Most evaluations of the Eagles' new quarterback come with a two-word caveat that seems attached to Sam Bradford's name: if healthy. The qualifier shows both the risk the Eagles absorbed in Tuesday's trade and the potential reward that could come their way.

"When I put the question mark on him, that's it," said former Eagles quarterback Ron Jaworski, an ESPN analyst. "I don't question his talent, his ability, his cerebral ability to lead a football team and run an offense. But he's got to stay healthy."

The Eagles acquired Bradford and a 2015 fifth-round pick for quarterback Nick Foles, a 2016 second-round pick, and a 2015 fourth-round pick. The premium price demonstrated the Eagles' doggedness to acquire Bradford and perhaps an aggressive market for his services.

That aggressiveness might seem misplaced for a five-year veteran who has won only 18 of his 49 starts and has missed most of the last two seasons with two tears to the anterior cruciate ligament in his left knee.

Then again, there's also the appeal of his talent. Just five springs ago, Bradford was the unquestioned No. 1 pick despite missing most of his final season at Oklahoma. He was so prolific in his sophomore season with the Sooners, throwing 50 touchdown passes and eight interceptions, that he won the Heisman Trophy over Colt McCoy and Tim Tebow with more than 62 percent of the votes.

When Jaworski and Arizona Cardinals coach Bruce Arians were asked before Friday's Maxwell Football Club awards about their evaluations of Bradford coming out of college, they had the same response: "Loved him."

"I had him as one of the highest-rated quarterbacks I've ever done," Arians said.

What has come after has shown reason for both excitement and concern.

Bradford validated the evaluations when he won the rookie-of-the-year award and helped the Rams improve from 1-15 to 7-9. Offensive coordinator Pat Shurmur left in 2011 to become head coach of the Cleveland Browns, and Bradford's production declined while he was limited to 10 games because of a high-ankle sprain. He improved in 2012 and part of 2013 before the knee injuries stalled his career.

Bradford's overall statistics are inferior to those of Foles, but the Eagles also considered environmental factors. Bradford played in three offensive systems over four years and only once had a Pro Bowl player on his offense. His most productive receiver was Brandon Gibson.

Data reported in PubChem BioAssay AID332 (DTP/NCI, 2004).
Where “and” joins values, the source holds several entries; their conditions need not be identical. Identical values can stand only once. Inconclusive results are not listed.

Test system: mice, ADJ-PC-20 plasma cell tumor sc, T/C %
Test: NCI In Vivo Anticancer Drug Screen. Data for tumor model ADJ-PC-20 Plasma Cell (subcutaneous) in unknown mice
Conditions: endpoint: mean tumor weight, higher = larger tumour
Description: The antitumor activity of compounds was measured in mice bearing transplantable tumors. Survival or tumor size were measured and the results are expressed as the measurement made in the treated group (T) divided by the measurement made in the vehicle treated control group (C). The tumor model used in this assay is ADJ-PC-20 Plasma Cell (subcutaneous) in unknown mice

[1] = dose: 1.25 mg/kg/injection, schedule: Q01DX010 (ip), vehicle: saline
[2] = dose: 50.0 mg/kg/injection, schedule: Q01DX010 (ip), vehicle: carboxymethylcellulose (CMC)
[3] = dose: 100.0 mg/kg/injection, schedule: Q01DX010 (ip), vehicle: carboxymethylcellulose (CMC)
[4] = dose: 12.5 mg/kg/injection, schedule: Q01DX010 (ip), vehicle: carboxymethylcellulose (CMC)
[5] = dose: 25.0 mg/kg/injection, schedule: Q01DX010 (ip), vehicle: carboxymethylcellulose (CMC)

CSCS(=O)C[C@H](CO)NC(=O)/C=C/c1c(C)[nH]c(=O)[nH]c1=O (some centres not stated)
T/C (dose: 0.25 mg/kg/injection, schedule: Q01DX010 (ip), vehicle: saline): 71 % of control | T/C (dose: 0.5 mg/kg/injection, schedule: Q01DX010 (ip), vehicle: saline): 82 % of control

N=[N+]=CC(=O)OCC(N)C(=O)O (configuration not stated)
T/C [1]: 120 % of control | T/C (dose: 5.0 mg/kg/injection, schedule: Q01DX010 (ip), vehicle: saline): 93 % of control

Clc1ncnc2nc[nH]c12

"The only time we lost to the Rams, Sam was playing," said Arians, 21-11 in two years as the Cardinals coach. "I think he's a great fit [in Philadelphia]. He's very, very comfortable in the shotgun. He's more than ready to bounce back. He's just had bad luck."

Bradford is encouraged about the possibilities in coach Chip Kelly's offense, which also has concepts brought in by Shurmur. The way he discussed those possibilities sounded similar to Mark Sanchez's initial impressions last season, and Sanchez had the best passer rating of his career playing for Kelly.

"The way they set up progressions, the way the ball gets out of your hands, the way they deal with protections, the run game," Bradford said. "From what I've seen, it looks like everything goes through the quarterback - what do you like, how do you see things? And then they're going to tailor it from there. They're never going to put you back there where you have nowhere to go with the football, and then you're standing back there holding onto it for five seconds."

After Tuesday's trade, Jaworski retreated to his office and watched game film from Bradford's 2013 season, the last time Bradford played. Through Week 7, when he was injured, Bradford was having the best season of his career - 14 touchdown passes against four interceptions, a 60.7 completion percentage, and a 90.9 quarterback rating.

"When his game is on, he's got really good movement," Jaworski said. "That functional pocket mobility you have to have, his arm strength is unquestioned."

Yet there were too many times Jaworski saw Bradford on the turf.

"I've got to be honest with you, too: He got beat up," Jaworski said. "And that always concerns me with guys. . . . When you're getting hit physically, it affects you mentally. I want to see how he's able to [respond]. I thought in that '13 season, he was better than before. He just looked a lot more comfortable. He was playing good."

That's what the Eagles seem to be hoping for if they start Bradford after he recovers from knee surgery. Kelly insisted that the only reason Bradford became available was the injury, and the Eagles are buying low on a 27-year-old who was a decorated prospect coming out of college. The risk is the caveat attached to Bradford's name.

"If Sam is healthy," Jaworski said, "this will be a great move by the Eagles."